- The Washington Times - Wednesday, December 17, 2014

Resurgent U.S. manufacturers face headwinds from Obamacare’s mandates and taxes, but the law’s namesake has two more years in the White House and public benefits will be hard to reel back despite the recent midterm election results, National Association of Manufacturers President and CEO Jay Timmons said.

That means any pro-business reforms to the president’s health care law will have to arrive piecemeal and not through full repeal in the new Congress, Mr. Timmons said in an interview.

Mr. Timmons said a series of provisions in the 2010 law are making U.S. companies less competitive. They include an insurance mandate that will phase in over the next two years and force larger employers to provide health insurance or pay fines, an excise tax on medical device makers and, starting in 2018, a “Cadillac tax” on high-priced, comprehensive health plans.

Promises that Obamacare would cut health costs are not bearing fruit for his members, Mr. Timmons added, compounding the sector’s problems and making it difficult to stay afloat.

Congress, among other things, should let health plans compete across state lines and pass medical malpractice and tort reform to achieve Washington’s goal of expanding health care access and reducing costs, he told The Washington Times in a wide-ranging interview.

“It can’t be done on the backs of those folks who are trying their best to provide benefits to their employees, and those who are trying to create the new medications and devices that will help us be a strong and more healthy nation,” he said.

The Affordable Care Act sought to extend health coverage to people without job-related insurance by expanding Medicaid and offering subsidized insurance on state-based health exchanges. It authorized a series of a taxes to pay for it all, and established insurance mandates on individuals and large employers to balance risk and keep costs in check.

The Obama administration says the law is working as intended, citing evidence that states are cutting their ranks of uninsured people and that the reforms contributed to the recent slowdown in health spending.

But Mr. Timmons said the law is dampening a manufacturing revival coming out of the Great Recession.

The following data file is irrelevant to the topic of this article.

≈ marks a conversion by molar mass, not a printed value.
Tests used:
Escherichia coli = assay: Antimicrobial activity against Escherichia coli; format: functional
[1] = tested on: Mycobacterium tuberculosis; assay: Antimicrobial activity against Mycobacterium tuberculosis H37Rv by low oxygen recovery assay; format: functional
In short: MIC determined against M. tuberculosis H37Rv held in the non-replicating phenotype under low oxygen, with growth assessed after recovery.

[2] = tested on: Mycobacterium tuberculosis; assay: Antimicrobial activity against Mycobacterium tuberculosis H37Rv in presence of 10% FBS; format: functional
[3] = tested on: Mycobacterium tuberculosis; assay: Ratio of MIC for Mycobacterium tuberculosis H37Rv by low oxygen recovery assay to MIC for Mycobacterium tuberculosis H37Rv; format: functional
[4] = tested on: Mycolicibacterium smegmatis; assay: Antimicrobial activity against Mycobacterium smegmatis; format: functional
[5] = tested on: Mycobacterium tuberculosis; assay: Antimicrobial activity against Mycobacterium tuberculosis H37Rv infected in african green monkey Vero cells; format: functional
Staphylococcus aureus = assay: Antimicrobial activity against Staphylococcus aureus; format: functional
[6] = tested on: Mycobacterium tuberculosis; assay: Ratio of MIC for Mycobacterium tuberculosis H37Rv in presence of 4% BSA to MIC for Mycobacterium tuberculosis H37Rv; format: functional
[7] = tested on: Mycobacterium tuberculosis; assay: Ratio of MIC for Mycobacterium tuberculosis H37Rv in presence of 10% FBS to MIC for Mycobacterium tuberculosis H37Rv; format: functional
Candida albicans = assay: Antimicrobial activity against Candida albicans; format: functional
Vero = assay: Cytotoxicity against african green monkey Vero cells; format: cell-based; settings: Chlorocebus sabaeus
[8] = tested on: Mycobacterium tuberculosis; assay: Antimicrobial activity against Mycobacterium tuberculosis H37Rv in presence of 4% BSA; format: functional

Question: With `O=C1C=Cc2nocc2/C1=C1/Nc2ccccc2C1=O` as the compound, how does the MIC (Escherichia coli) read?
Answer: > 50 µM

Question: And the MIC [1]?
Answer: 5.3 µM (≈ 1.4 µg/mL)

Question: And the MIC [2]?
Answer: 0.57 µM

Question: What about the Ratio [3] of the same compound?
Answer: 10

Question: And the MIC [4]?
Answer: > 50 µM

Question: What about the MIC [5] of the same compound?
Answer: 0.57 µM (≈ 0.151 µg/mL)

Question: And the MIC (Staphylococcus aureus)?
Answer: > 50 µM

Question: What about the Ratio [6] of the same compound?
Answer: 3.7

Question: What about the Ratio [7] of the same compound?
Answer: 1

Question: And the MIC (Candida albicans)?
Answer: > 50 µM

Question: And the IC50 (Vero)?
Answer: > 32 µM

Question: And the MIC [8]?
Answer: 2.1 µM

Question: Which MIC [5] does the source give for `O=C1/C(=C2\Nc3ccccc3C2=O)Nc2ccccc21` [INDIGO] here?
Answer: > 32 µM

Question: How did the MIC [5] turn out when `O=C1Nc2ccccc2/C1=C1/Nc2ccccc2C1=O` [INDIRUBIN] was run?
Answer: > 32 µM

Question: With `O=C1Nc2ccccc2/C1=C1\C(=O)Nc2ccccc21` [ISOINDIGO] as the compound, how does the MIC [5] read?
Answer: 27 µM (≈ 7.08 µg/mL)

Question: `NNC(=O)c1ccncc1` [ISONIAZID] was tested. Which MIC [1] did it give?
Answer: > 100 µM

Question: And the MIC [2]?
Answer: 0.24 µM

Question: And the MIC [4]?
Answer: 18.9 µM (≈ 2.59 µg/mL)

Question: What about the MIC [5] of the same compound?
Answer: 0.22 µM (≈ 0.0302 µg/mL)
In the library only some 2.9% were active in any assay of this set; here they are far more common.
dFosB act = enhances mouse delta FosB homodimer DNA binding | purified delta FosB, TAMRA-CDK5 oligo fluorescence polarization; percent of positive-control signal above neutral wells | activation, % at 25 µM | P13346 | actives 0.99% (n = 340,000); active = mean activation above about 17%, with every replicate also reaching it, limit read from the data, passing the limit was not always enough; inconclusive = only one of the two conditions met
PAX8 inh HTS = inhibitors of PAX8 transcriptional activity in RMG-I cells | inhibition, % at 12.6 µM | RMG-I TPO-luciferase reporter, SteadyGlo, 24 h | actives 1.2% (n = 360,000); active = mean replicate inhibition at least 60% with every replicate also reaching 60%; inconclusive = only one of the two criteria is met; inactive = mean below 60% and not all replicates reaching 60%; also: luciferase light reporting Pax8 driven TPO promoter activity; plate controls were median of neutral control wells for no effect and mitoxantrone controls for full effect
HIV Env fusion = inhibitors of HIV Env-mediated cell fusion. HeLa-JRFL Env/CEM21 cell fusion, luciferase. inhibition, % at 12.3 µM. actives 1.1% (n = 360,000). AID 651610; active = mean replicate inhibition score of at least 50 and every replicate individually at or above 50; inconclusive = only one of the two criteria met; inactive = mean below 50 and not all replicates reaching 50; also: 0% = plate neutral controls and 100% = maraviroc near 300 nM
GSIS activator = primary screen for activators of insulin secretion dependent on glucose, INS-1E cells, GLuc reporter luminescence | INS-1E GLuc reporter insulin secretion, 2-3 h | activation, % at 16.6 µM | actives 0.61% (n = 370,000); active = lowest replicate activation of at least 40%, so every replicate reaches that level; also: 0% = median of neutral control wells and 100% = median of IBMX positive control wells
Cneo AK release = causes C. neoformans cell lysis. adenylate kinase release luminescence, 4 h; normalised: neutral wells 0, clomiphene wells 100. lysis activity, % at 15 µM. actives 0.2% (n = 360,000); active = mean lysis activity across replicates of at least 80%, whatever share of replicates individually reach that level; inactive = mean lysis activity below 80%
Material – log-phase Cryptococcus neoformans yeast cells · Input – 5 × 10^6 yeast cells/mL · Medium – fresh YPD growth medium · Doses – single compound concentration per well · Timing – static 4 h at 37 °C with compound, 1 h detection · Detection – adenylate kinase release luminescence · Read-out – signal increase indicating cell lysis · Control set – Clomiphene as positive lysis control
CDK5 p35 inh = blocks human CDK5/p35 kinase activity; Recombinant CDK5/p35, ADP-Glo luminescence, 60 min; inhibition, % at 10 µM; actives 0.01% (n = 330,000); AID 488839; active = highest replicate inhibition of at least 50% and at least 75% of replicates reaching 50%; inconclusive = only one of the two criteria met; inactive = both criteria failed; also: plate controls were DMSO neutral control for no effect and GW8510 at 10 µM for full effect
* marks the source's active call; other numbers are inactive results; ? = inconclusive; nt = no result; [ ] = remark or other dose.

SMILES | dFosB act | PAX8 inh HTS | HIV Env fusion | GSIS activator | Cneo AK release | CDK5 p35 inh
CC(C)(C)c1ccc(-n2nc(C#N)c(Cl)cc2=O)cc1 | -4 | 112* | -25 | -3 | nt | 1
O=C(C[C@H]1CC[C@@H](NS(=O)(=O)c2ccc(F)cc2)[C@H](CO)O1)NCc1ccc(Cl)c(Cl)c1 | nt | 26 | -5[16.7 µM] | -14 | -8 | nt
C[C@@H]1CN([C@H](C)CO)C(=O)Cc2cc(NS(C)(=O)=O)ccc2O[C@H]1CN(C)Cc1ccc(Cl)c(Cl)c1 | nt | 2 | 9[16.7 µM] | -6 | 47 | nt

Firms that want to offer generous health coverage will be socked by the Cadillac tax, which starting in 2018 imposes a 40 percent excise on the amount of annual premiums that exceed $10,200 for an individual and $27,500 for families who hold the top-tier health plans.

“You’re going to see employees that have a lot of tenure at a company — certainly businesses that want to offer the most generous and comprehensive plans possible — that are going to be unfairly burdened and disadvantaged by that tax,” he said.

And the 2.3 percent excise tax on sales by medical device manufacturers will make the sector less competitive, he said, cutting into “our ability to be the world leader when it comes to medical advances.”

Democrats in states with a large number of device manufacturers dislike the tax, which took effect in 2013 and is ripe for repeal when congressional Republicans take control of both chambers in January. However, lawmakers would need to come up with an estimated $30 billion over 10 years to offset lost revenue.

“I think the American people elected the current Congress to govern, and creating holes in the budget does not probably meet their definition of that,” Mr. Timmons noted. “We want to get ride of that medical device tax, but it would be helpful if we could look at this in total, and as a whole package.”

Attempts to repeal and replace Obamacare will be thwarted by the White House, he acknowledged, and the next president will be unable to roll back the law’s benefits unless he or she has a “well-thought-out” plan to move the health system forward.

For now, he said companies are trying to stay afloat amid a rising tide of health costs.

“The worst law,” he said, “is the law of unintended consequences.”

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